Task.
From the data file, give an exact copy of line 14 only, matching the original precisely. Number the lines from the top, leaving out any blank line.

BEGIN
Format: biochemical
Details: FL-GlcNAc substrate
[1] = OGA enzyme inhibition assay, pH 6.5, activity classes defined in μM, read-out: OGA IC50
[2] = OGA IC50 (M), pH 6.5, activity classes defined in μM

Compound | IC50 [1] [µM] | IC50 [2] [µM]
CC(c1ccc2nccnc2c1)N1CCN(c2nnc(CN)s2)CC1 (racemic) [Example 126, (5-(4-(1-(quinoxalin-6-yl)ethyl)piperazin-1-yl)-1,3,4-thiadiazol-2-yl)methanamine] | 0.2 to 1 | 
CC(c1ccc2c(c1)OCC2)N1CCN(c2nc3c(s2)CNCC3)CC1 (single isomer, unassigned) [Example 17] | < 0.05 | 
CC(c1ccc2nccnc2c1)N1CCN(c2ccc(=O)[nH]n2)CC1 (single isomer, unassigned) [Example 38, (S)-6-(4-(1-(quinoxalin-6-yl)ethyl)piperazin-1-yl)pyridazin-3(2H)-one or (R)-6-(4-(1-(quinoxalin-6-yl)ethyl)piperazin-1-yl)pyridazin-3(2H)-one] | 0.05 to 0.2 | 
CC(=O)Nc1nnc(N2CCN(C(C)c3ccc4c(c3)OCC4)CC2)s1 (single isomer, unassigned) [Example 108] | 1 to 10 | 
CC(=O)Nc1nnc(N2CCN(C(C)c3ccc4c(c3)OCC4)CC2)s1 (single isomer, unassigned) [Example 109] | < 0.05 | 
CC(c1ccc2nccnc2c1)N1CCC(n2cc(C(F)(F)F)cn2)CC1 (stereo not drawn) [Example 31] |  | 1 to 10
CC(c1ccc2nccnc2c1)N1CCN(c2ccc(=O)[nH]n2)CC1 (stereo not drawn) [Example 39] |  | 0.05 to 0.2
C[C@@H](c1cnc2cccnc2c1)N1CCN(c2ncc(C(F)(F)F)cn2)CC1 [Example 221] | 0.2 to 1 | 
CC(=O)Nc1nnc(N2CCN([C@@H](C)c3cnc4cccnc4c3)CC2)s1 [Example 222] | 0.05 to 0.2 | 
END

CC(=O)Nc1nnc(N2CCN([C@@H](C)c3cnc4cccnc4c3)CC2)s1 [Example 222] | 0.05 to 0.2 | 